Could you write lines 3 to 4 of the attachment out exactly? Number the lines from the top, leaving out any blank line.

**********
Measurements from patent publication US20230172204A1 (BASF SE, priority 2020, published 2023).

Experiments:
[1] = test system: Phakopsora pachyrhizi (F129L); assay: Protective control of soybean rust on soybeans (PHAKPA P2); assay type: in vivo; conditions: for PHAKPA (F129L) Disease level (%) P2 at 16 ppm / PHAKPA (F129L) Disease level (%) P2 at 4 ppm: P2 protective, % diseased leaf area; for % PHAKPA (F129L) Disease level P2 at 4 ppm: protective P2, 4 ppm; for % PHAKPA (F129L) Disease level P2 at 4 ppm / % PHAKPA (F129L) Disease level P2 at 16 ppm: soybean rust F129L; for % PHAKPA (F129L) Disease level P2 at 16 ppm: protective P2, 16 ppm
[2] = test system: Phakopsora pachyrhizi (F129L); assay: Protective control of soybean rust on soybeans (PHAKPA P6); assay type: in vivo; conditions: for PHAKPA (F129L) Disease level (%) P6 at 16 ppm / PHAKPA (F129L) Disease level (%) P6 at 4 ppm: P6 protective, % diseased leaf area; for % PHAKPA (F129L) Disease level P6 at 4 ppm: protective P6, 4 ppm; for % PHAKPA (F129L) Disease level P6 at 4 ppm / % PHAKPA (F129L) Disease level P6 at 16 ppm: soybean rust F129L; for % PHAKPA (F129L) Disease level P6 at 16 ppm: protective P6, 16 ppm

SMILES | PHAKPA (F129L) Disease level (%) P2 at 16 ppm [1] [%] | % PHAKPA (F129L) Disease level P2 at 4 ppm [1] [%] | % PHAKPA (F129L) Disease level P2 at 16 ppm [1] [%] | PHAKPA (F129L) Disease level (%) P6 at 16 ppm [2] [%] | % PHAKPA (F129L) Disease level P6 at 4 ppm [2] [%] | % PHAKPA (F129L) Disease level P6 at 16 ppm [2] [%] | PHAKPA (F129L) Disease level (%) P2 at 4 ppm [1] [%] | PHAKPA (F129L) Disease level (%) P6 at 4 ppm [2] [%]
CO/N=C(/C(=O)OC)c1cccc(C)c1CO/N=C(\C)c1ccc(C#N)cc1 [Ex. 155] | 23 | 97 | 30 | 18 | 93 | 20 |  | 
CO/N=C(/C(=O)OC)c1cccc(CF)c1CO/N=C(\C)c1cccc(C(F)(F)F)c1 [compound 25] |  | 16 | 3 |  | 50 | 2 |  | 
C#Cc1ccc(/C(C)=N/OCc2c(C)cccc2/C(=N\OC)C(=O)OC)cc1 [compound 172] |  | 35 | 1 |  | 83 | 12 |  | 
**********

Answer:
[1] = test system: Phakopsora pachyrhizi (F129L); assay: Protective control of soybean rust on soybeans (PHAKPA P2); assay type: in vivo; conditions: for PHAKPA (F129L) Disease level (%) P2 at 16 ppm / PHAKPA (F129L) Disease level (%) P2 at 4 ppm: P2 protective, % diseased leaf area; for % PHAKPA (F129L) Disease level P2 at 4 ppm: protective P2, 4 ppm; for % PHAKPA (F129L) Disease level P2 at 4 ppm / % PHAKPA (F129L) Disease level P2 at 16 ppm: soybean rust F129L; for % PHAKPA (F129L) Disease level P2 at 16 ppm: protective P2, 16 ppm
[2] = test system: Phakopsora pachyrhizi (F129L); assay: Protective control of soybean rust on soybeans (PHAKPA P6); assay type: in vivo; conditions: for PHAKPA (F129L) Disease level (%) P6 at 16 ppm / PHAKPA (F129L) Disease level (%) P6 at 4 ppm: P6 protective, % diseased leaf area; for % PHAKPA (F129L) Disease level P6 at 4 ppm: protective P6, 4 ppm; for % PHAKPA (F129L) Disease level P6 at 4 ppm / % PHAKPA (F129L) Disease level P6 at 16 ppm: soybean rust F129L; for % PHAKPA (F129L) Disease level P6 at 16 ppm: protective P6, 16 ppm